Camel health management and pastoralists’ knowledge and information on zoonoses and food safety risks in Isiolo County, Kenya


Camel health management has implications for public health and camel product trade. After liberalization of the veterinary service, current camel health management in the arid and semi-arid lands (ASALS) of Kenya and its implications for public health is not known. This study investigated camel health management and its implications on zoonoses and food safety in Isiolo County, Kenya. Semi-structured questionnaires were administered to 150 households, 15 agro-veterinary shops, 15 community-based animal health workers (CBAHWs) and 10 veterinary officers to collect information on camel health management. The main occupation and source of household income for the pastoral communities is camel-keeping (45.3%). Pastoralists self-medicate camels and other livestock (45.8%), which can lead to between over-dosing, under-dosing or wrong drug use. The CBAHWs, traditional animal health service providers (TAHSPs), government veterinary officers and private veterinary officers play a minimum role. Private veterinary services have not taken root in the ASALs. The sources of knowledge and information on the veterinary drug to use are experience (57.4%), non-governmental organizations (NGO) (41.1%) or CBAHWs (32.1%). The majority of pastoralists (72.5%) do not keep camel or other livestock treatment records. The constraints in purchasing veterinary drugs are expensive drugs, accessibility to drugs and availability of money. Pastoralists refer to veterinary drugs by their brand names but not by active ingredients. As reported by pastoralists, focus group discussion and key informant interviews, antibiotics used were adamycine (33.3%), ampicilline (26.7%), penicillin (14.4%), tetracycline (12.2%), amoxylin (11.1%) and penstrip (2.2%). The common camel diseases were trypanosomiasis, brucellosis, mastitis, diarrhoea, worm infestation, camel pox and tuberculosis. The public health risk factors were the presence of veterinary drug residues in camel products and development of resistant zoonotic organisms/diseases. It was concluded that current camel health management has serious implications for public health and food safety, and hence the camel product trade.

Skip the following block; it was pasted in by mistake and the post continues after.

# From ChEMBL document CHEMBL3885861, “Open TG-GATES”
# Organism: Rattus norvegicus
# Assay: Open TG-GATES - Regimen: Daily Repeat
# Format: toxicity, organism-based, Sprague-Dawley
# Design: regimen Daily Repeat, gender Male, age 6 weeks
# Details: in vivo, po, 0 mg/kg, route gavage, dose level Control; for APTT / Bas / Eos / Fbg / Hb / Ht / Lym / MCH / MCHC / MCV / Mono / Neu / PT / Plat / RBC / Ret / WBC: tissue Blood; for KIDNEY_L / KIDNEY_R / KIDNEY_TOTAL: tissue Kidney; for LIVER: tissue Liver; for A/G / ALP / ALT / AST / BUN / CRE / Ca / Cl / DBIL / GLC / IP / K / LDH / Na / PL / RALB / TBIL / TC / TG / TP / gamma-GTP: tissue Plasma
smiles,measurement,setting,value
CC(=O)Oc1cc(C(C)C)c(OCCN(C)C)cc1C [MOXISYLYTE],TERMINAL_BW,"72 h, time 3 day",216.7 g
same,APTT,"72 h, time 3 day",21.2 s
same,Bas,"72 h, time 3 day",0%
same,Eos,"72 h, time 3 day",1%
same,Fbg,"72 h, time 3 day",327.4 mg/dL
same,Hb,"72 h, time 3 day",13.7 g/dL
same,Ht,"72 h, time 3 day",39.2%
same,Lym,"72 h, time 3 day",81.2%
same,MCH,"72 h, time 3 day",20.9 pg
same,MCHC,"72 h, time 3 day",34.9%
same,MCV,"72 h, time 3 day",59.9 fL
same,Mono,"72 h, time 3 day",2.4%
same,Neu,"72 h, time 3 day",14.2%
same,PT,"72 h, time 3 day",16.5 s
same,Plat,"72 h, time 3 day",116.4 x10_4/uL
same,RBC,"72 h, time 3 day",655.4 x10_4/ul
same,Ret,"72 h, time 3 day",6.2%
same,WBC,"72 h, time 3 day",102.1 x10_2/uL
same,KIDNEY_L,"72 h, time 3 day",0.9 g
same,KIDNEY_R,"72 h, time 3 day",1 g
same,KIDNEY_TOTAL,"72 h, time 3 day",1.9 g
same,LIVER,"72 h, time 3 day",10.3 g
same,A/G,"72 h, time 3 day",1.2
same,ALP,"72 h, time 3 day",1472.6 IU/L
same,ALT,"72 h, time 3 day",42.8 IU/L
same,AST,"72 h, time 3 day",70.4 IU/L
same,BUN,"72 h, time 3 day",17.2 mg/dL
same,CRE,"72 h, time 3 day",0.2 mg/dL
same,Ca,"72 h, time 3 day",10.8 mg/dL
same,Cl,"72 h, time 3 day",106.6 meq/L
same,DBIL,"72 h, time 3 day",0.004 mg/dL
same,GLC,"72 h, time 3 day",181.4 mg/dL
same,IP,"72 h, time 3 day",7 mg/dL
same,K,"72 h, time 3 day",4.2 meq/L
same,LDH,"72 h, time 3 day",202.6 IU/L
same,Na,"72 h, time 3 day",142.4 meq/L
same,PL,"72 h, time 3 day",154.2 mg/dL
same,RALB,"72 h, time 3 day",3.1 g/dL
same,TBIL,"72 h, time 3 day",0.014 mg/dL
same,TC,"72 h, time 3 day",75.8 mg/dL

Pastoralist, Camel health management, Veterinary services, Zoonoses, Food safety concerns


Lamuka, P.O., Njeruh, F.M., Gitao, G.C. et al. Camel health management and pastoralists’ knowledge and information on zoonoses and food safety risks in Isiolo County, Kenya. Pastoralism 7, 20 (2017).